2. “It split and did not split its aura, was not known at all until under the impact of splitting, a single concealed supernal point shone. Beyond that point, nothing is known, so it is called, Reshit, beginning, first command of all.”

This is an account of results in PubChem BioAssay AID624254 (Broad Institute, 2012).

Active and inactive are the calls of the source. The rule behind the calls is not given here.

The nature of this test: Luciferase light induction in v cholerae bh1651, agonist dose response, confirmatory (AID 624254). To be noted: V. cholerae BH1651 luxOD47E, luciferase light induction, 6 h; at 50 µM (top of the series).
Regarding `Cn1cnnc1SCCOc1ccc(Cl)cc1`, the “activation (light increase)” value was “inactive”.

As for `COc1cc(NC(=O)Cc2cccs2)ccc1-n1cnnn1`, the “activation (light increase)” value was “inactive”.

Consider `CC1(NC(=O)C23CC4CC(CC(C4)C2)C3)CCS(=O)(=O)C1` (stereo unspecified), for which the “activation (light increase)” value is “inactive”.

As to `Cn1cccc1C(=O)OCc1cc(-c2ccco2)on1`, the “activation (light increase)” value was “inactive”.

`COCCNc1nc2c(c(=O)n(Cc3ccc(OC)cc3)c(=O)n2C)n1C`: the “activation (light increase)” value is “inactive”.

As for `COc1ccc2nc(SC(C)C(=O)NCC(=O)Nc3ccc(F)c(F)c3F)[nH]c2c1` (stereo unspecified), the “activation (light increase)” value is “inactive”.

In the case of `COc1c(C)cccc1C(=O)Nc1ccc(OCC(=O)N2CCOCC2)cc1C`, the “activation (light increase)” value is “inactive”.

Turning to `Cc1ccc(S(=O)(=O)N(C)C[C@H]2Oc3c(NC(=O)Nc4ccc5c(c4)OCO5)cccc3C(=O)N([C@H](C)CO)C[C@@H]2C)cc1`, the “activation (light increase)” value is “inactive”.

This passage also comes from the Zohar parable “The Creation of God” and describes the origin of the universe. After the “spark of impenetrable darkness” flashed within Ein Sof, it “split and did not split its aura,” sending off a glint of light, described here as a “supernal point.” The word supernal means “heavenly,” and in Kabbalah it has come to refer to the first three sefirot, known together as the “Supernal Triad.” kabbalists consider the appearance of Ein Sof’s supernal light to be the beginning of time, the moment at which Ein Sof released its energy into the universe. The notion that Ein Sof could both split and not split its aura is yet another manifestation of Ein Sof’s unknowable identity. To the human mind, the idea of splitting and not splitting at once is unfathomable, a reflection of the vast unknowable identity of God.